As the “Great Resignation” gives way to “Quiet Quitting,” worker engagement and employer branding is bigger than ever, and so is the PR that drives it.
That wasn’t always the case. Time was, we’d have a full-blown PR strategy meeting, and employee recruitment would be in an internal comms section, reduced to a single bullet point in a slide deck. Or it would be siloed in the HR department, who never spoke with PR or communications.
Today, employer branding is a business imperative. For any organization that prizes an engaged workforce and recruitment of talented and committed employees, their image as an employer is a make-or-break proposition. And the right PR program can amplify the efforts and outcomes for most organizations. Here’s what to keep in mind.
A charismatic CEO is a powerful employer branding asset. So is a strong roster of articulate C-level executives. The CEO is often the public face of the enterprise, especially for entrepreneurial companies, so their participation is critical to successful employer PR. C-level thought leadership, driven by major media and conference speaking opportunities for senior leaders, sends a compelling message to employees and prospective recruits. It typically results in quality coverage on the business pages of news outlets that conveys the values, vision, and future plans of the organization. It can also humanize it through the real-life stories of the successful execs that have climbed the ranks over time. Who doesn’t want to work with business rockstars?
In a candidate-driven market, culture matters. Talented employees are attracted to a standout workplace experience. That used to mean free lunches and a pet-friendly office, but today it’s more likely to reflect a sense of purpose, or a signature quality like innovation or inclusiveness. Most tech PR campaigns, for example, focus on innovative products. But a more robust PR program will highlight the very culture, processes, and workers behind that great product or service. Talented tech workers like engineers and programmers want to be part of a culture that fosters innovation, and the real-life narratives can be very persuasive. GE has been telling the story of its engineering talent for years through social content, with great success. Microsoft CEO Satya Nadella has been open about his company’s need for drastic cultural change to recapture its own heritage of innovation. The same tactics can work for startups and SMBs.
Awards and honors are another piece of the PR picture that work hard to add luster to an organization’s image and support its recruiting. Best Places to Work, 40 Under 40, Women to Watch, Entrepreneur of the Year — there are a wealth of lists and awards that will not only make a splash but be searchable for months and years. A smart internal or external PR team will invest the time to scout for opportunities and craft entries to win external recognition, often in concert with Human Resources. Entering many of these awards takes a heavy lift, so it’s essential to put in a consistent effort and to be strategic in selecting the opportunities that make sense and are worth the time and effort. But there’s nothing like the credibility of a prestigious workplace award or the recognition earned by employees.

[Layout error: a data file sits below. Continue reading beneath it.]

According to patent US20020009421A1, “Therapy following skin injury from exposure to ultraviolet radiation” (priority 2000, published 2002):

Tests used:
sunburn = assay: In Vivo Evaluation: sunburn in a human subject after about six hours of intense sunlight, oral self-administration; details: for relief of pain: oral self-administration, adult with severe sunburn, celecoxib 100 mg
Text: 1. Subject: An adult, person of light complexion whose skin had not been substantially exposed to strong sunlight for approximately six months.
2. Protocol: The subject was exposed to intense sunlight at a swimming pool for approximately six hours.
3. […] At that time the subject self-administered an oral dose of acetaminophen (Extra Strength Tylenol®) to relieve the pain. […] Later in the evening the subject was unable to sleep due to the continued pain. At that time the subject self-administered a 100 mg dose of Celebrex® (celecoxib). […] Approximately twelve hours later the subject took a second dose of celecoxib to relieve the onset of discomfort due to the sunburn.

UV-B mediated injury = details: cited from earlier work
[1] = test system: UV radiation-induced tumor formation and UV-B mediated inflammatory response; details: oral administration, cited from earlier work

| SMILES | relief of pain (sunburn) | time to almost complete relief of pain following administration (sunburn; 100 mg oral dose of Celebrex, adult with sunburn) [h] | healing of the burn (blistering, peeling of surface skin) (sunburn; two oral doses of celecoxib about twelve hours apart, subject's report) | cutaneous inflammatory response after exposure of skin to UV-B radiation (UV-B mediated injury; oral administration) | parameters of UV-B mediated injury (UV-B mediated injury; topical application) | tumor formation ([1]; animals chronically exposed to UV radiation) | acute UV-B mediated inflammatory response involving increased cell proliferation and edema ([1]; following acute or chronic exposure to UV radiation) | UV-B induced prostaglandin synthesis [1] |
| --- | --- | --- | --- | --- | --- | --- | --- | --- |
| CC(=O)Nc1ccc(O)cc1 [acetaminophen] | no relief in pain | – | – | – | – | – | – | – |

Even the most brilliant PR team can’t transform a destructive or problematic culture, nor should it. If the stories and messaging put out by PR don’t match the employee experience, the effort is wasted, or worse, it can backfire. That’s why the HR and PR functions should work together. This is particularly important for an external PR firm. An outside agency will bring the benefits of objectivity and experience, but it won’t know the company’s DNA. At the outset, both teams should be privy to how current employees and prospective recruits perceive the company. They should review core values to identify gaps with a company’s policies and reward systems, or the actual experience of current employees.
The full recruiting experience, from ads to interviews to job offer, is obviously key to company perception, as is the pace and cadence of its processes. (How often have you heard stories of people who feel disrespected by multiple rounds of interviews, followed by….silence?) Every link in that chain should reflect well on the organization and be consistent with the culture PR is boasting about. Any red flags — negative comments on Glassdoor, an uptick in job rejections, or a change in employee survey results, for example — are cause for greater scrutiny and quick escalation. PR can’t prevent bad reviews or complaints, but it can encourage happy employees to share their experiences. More importantly, it can work with HR to identify and address any bubbling issues that will impact employer reputation.
On the upside, PR + HR is a winning equation. When recruiting and personnel processes are in sync with company culture, and that story is amplified through PR and thought leadership, the organization is far more likely to attract quality employees who stick around.